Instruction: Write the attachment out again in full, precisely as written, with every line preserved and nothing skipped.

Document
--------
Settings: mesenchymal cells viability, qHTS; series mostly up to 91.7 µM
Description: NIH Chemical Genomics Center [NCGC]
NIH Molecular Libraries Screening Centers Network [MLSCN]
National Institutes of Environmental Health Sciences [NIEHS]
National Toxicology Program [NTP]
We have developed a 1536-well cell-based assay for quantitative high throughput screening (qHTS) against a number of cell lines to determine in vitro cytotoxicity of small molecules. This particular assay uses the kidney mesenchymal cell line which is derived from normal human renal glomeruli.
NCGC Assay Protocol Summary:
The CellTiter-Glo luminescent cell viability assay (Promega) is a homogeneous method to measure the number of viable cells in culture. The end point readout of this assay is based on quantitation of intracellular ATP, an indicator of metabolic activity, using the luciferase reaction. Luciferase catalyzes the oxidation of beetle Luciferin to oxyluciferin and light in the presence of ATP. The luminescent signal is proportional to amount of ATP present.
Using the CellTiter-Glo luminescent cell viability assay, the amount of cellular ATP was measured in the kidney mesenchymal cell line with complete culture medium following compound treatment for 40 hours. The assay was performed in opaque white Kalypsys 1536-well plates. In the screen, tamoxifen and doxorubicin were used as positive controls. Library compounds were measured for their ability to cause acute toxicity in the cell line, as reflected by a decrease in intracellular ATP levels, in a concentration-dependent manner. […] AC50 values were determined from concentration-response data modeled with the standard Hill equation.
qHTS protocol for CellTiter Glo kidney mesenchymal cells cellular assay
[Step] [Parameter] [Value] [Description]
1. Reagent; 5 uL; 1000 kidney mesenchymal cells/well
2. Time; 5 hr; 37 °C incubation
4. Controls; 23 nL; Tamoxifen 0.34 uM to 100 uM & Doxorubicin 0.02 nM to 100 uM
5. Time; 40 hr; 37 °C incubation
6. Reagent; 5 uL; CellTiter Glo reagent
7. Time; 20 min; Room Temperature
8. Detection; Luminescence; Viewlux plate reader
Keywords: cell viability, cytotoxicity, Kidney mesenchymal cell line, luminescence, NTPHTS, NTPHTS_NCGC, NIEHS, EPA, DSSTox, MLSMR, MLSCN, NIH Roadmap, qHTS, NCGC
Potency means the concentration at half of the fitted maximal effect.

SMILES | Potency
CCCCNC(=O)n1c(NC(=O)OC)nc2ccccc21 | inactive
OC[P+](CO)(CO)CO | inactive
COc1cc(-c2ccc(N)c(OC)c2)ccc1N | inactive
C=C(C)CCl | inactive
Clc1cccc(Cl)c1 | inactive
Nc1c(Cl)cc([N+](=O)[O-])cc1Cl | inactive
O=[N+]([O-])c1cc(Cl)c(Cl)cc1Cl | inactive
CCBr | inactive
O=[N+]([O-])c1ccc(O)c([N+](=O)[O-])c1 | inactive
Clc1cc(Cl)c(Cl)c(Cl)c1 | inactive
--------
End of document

Settings: mesenchymal cells viability, qHTS; series mostly up to 91.7 µM
Description: NIH Chemical Genomics Center [NCGC]
NIH Molecular Libraries Screening Centers Network [MLSCN]
National Institutes of Environmental Health Sciences [NIEHS]
National Toxicology Program [NTP]
We have developed a 1536-well cell-based assay for quantitative high throughput screening (qHTS) against a number of cell lines to determine in vitro cytotoxicity of small molecules. This particular assay uses the kidney mesenchymal cell line which is derived from normal human renal glomeruli.
NCGC Assay Protocol Summary:
The CellTiter-Glo luminescent cell viability assay (Promega) is a homogeneous method to measure the number of viable cells in culture. The end point readout of this assay is based on quantitation of intracellular ATP, an indicator of metabolic activity, using the luciferase reaction. Luciferase catalyzes the oxidation of beetle Luciferin to oxyluciferin and light in the presence of ATP. The luminescent signal is proportional to amount of ATP present.
Using the CellTiter-Glo luminescent cell viability assay, the amount of cellular ATP was measured in the kidney mesenchymal cell line with complete culture medium following compound treatment for 40 hours. The assay was performed in opaque white Kalypsys 1536-well plates. In the screen, tamoxifen and doxorubicin were used as positive controls. Library compounds were measured for their ability to cause acute toxicity in the cell line, as reflected by a decrease in intracellular ATP levels, in a concentration-dependent manner. […] AC50 values were determined from concentration-response data modeled with the standard Hill equation.
qHTS protocol for CellTiter Glo kidney mesenchymal cells cellular assay
[Step] [Parameter] [Value] [Description]
1. Reagent; 5 uL; 1000 kidney mesenchymal cells/well
2. Time; 5 hr; 37 °C incubation
4. Controls; 23 nL; Tamoxifen 0.34 uM to 100 uM & Doxorubicin 0.02 nM to 100 uM
5. Time; 40 hr; 37 °C incubation
6. Reagent; 5 uL; CellTiter Glo reagent
7. Time; 20 min; Room Temperature
8. Detection; Luminescence; Viewlux plate reader
Keywords: cell viability, cytotoxicity, Kidney mesenchymal cell line, luminescence, NTPHTS, NTPHTS_NCGC, NIEHS, EPA, DSSTox, MLSMR, MLSCN, NIH Roadmap, qHTS, NCGC
Potency means the concentration at half of the fitted maximal effect.

SMILES | Potency
CCCCNC(=O)n1c(NC(=O)OC)nc2ccccc21 | inactive
OC[P+](CO)(CO)CO | inactive
COc1cc(-c2ccc(N)c(OC)c2)ccc1N | inactive
C=C(C)CCl | inactive
Clc1cccc(Cl)c1 | inactive
Nc1c(Cl)cc([N+](=O)[O-])cc1Cl | inactive
O=[N+]([O-])c1cc(Cl)c(Cl)cc1Cl | inactive
CCBr | inactive
O=[N+]([O-])c1ccc(O)c([N+](=O)[O-])c1 | inactive
Clc1cc(Cl)c(Cl)c(Cl)c1 | inactive